LEGAZPI CITY, Dec. 6 — The provincial government of Albay on Saturday morning continued evacuating residents who are threatened by strong winds, mud and lahar flows, floods, landslides and storm surges. Those ordered to evacuate may reach about 600,000 people.
Governor Jose Salceda on Friday issued a directive to government troops and disaster responders to start evacuation that should be finished on or before Saturday night, when typhoon “Ruby” was originally estimated to make a landfall.
Some 30 military trucks from Office of Civil Defense were being used for evacuation of 183,180 families or close to 600,000 people.
The Armed Forces of the Philippines has committed 73 military vehicles, 1,223 troops, 2 ambulances and 3 rubber boats to be sent to the 9th Infantry Division command post for Typhoon “Ruby” based in Camp Gen. Simeon A. Ola here for disaster response operation all over the Bicol Region, according to Brig. Gen. Felix Castro Jr., Task Force Sagip commander.
Based on the record of the Albay Public Safety and Emergency Management Office, at least 57,421 families would be affected by floodings; 14,546 families, by landslides; 37,704, lahar and mud flows; 27,154, storm surges; and 46,335, strong winds (families with light material houses).
Salceda’s directive came after Ruby (international name: Hagupit) slowed down with 700-km-diameter coverage area, packing maximum winds of 215 kph and gustiness of 250 kilometer per hour.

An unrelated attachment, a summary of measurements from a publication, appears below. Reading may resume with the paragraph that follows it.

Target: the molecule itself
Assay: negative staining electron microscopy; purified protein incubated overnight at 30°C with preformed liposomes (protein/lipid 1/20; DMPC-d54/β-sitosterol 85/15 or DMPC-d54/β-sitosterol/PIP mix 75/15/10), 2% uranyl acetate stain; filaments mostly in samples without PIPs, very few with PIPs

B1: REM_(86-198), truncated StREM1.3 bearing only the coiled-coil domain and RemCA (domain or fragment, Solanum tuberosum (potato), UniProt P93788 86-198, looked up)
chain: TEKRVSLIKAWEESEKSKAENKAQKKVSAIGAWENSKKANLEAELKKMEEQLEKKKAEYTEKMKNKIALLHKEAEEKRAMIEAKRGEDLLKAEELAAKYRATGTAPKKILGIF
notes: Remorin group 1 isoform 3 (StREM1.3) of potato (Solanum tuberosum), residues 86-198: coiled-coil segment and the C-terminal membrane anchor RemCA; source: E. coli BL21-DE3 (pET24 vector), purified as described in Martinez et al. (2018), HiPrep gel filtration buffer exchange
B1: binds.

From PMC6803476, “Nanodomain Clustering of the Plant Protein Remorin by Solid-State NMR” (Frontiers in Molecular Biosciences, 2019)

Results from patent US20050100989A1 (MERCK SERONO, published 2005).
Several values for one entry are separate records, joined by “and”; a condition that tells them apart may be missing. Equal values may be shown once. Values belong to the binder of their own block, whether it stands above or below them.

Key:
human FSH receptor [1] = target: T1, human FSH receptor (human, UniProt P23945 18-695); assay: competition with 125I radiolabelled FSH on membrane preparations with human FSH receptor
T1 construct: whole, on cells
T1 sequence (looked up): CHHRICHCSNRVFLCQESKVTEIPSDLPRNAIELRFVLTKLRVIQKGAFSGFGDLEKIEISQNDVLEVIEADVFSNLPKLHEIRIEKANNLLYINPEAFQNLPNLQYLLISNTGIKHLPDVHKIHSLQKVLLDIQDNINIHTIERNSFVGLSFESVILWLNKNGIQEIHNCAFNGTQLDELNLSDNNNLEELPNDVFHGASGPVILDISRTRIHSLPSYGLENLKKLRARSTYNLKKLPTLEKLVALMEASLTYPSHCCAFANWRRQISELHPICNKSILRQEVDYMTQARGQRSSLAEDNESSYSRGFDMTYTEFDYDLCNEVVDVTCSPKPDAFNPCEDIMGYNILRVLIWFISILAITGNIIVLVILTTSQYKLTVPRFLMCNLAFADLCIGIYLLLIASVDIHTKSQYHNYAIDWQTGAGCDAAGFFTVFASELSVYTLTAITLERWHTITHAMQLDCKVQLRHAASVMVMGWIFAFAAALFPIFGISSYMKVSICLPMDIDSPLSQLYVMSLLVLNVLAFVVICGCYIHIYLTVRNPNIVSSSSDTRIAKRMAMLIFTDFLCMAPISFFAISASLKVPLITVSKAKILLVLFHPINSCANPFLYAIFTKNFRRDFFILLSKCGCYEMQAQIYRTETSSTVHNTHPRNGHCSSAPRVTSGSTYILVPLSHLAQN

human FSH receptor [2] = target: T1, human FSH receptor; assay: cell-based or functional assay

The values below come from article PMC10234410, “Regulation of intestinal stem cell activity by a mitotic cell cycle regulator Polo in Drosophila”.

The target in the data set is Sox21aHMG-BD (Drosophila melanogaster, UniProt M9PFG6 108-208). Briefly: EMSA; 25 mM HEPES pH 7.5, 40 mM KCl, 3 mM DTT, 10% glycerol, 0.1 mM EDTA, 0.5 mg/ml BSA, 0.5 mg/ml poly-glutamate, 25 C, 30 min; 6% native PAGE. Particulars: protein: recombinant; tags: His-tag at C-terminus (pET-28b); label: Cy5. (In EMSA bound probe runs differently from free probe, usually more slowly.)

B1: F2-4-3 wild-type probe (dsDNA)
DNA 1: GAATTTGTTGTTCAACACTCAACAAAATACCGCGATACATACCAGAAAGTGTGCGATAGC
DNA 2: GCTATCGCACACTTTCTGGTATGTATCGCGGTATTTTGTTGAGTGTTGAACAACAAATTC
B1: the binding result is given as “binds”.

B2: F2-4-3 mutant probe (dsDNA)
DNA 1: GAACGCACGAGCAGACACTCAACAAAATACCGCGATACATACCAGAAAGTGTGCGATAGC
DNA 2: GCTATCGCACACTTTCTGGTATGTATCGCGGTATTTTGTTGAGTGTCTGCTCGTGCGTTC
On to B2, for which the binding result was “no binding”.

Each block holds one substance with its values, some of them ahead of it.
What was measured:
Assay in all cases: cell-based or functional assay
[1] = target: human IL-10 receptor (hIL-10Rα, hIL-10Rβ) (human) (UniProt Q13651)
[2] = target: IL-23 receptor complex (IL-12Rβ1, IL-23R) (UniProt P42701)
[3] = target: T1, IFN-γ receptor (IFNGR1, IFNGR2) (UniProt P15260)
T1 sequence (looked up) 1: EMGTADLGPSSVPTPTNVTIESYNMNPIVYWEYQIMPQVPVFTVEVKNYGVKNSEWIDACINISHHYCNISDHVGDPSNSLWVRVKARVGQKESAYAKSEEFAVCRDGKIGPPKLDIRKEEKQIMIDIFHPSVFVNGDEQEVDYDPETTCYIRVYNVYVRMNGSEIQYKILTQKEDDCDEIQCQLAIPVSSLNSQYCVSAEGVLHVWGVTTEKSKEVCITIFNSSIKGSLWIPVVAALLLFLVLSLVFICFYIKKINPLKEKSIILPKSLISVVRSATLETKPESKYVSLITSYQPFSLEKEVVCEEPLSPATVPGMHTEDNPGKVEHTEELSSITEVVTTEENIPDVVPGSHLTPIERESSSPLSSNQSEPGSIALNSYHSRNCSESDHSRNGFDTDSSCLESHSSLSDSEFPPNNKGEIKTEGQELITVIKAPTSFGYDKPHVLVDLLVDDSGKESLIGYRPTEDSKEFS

Lilian Guillermo, officer-in-charge of the Philippine Atmospheric, Geophysical and Astronomical Services Administration (PAGASA) in Bicol, told disaster officials here in a briefing Friday afternoon that heavy-to-intense rains will cause massive flooding and could trigger landslides across the region.
“Albay is placed on red alert with expected rainfall of 55-60 mm per hour. Coastal waters along the seaboards and eastern coast of Albay will experience storm surges, so be ready,” she said.
Guillermo said Ruby slowed down and this would the typhoon much more time to develop and gain strength, specifically that she is within the ocean.
“This would give us more time to prepare for Ruby’s arrival, but we must anticipate stronger winds and heavy rainfall. Remember that the longer a typhoon stays in the ocean, the greater it generates stronger winds — making it more powerful by the time it makes landfall within the landmass,” Guillermo explained.
Ed Laguerta, Bicol Phivolcs volcanologist, also warned disaster officials that with intense rainfall, an upper-level landslide from Mayon might occurthat could remobilize the volcano’s old volcanic debris.
Meanwhile, in Sorsogon province, the port of Matnog was declared a no-man’s zone, grounding all sea vessels in all seaports in the region for safety.
The Office of Civil Defense and Philippine Coast Guard in Bicol grounded all forms of sea transportation in all seaports to prevent possible eventualities.
In Albay province, all sea vessels took refuge in Sula channel in Cagraray Island, Bacacay town.(based on PNA report)